I advise you to go on living solely to enrage those who are paying your annuities," the writer and philosopher Voltaire once wrote. He had lent money to German princelings in return for generous annuities and then cheated them by living for years.
He could have been writing about old and new members of the Universities Superannuation Scheme and today's generation of students.
Students who are already having to stump up for the tuition fees that their predecessors did not have to pay are understandably angry at the notion that Lord Browne's review will recommend that they fork out even more. This will then go to top up the pensions of those who, in their eyes, got away scot-free (an expression that has taken on even more resonance in recent times). The universities and science minister, author of The Pinch: How the Baby Boomers Stole Their Children's Future - And How They Can Give it Back and an expert on pensions, backs their case. In his recent speech at Oxford Brookes University, David Willetts said that it wasn't fair to ask students to pay higher fees to "prop up" final-salary pensions in higher education when their own parents had lost theirs.
USS members don't quite see things like that - they feel cheated. They traded a lower salary than they could have achieved in the private sector for greater autonomy and a decent pension on retirement, which they now see drifting away from them.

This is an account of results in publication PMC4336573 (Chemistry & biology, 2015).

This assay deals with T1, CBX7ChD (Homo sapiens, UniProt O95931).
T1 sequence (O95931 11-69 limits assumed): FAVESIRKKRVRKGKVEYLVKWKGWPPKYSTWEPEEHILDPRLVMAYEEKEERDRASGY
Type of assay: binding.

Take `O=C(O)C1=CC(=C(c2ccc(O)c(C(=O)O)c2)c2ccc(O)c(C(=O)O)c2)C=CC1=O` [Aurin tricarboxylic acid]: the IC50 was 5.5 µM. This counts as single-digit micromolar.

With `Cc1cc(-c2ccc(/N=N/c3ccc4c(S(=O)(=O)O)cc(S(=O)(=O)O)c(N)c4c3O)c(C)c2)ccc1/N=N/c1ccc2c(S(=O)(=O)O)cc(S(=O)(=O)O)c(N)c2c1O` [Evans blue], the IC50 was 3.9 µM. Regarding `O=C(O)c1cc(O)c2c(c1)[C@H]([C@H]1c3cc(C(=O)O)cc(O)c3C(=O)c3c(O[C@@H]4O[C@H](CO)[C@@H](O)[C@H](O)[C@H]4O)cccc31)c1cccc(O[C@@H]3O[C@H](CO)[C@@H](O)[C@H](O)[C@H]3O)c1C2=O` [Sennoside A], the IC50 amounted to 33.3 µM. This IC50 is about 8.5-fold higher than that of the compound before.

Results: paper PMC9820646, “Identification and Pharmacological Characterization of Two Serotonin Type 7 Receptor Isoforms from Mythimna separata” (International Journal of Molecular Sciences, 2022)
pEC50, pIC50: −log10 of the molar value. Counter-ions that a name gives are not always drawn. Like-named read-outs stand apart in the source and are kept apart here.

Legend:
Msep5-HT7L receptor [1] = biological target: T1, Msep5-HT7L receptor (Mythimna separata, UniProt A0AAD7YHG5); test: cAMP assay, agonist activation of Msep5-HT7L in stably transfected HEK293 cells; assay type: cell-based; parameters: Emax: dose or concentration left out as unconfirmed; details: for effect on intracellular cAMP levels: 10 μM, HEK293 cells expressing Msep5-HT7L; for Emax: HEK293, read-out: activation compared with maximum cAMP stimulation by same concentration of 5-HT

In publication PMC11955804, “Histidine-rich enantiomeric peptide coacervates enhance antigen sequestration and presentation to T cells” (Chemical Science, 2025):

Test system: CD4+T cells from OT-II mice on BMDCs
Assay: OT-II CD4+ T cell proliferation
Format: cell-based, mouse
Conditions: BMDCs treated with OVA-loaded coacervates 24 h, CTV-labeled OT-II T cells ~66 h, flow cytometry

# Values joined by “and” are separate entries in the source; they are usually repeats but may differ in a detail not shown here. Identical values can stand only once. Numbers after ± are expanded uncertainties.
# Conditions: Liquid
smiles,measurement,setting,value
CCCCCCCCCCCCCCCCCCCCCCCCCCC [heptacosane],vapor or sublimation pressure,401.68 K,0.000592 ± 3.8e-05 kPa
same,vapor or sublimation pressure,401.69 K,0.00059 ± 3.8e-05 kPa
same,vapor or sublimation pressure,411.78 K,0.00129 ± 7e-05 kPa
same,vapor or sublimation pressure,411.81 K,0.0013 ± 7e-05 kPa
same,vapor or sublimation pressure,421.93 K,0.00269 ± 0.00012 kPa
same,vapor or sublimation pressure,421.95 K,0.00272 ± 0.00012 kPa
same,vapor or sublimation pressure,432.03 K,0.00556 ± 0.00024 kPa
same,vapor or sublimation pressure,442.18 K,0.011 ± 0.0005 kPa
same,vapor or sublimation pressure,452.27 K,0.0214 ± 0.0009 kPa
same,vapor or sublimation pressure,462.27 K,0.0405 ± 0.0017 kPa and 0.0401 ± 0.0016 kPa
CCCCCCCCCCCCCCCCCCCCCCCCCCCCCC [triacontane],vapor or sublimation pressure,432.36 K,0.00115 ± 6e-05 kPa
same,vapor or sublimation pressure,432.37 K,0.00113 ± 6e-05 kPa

Employers, too, are unhappy. They have had to cough up more than they bargained for, having been forced to raise their contribution of earnings from 14 per cent to 16 per cent to meet increased costs, a whopping £110 million a year on top of the £750 million they were already paying annually, money that had to be diverted from elsewhere.
The cause of all this tension is "four different pressures coming together to create a major problem", explains Hugh Pemberton, co-editor of Britain's Pensions Crisis: History and Policy, in our cover story: increasing longevity, falling returns from the stock market, a rise in salaries and universities' use of early retirement as a way of cutting jobs.
Things could come to a head on 7 July, when Sir Andrew Cubie, the independent chair of the USS Joint Negotiating Committee, gives his verdict. The Employers Pensions Forum wants to switch new entrants to a career-average structure. The University and College Union wants to retain final-salary provision. Both are putting Sir Andrew under intense pressure. The UCU has threatened higher education's worst industrial action ever if he uses his casting vote to push through changes. The more hawkish of the employers warn of huge financial damage to the sector without reform.
Career-average can be fairer to the majority than final-salary. But it all depends on the accrual rate - the amount awarded per year of service. What is proposed by the employers is a reduction in current benefits, leaving young academics and administrators entering the scheme worse off than the ones already in it. The UCU may have to hold its nose, go back to negotiations and sell a decent career-average scheme to its members as the best option.
For Voltaire, living longer and enraging those who were financing his extra years was, he observed, "the only pleasure I have left". USS members will just have to hope that they don't end up in the same position.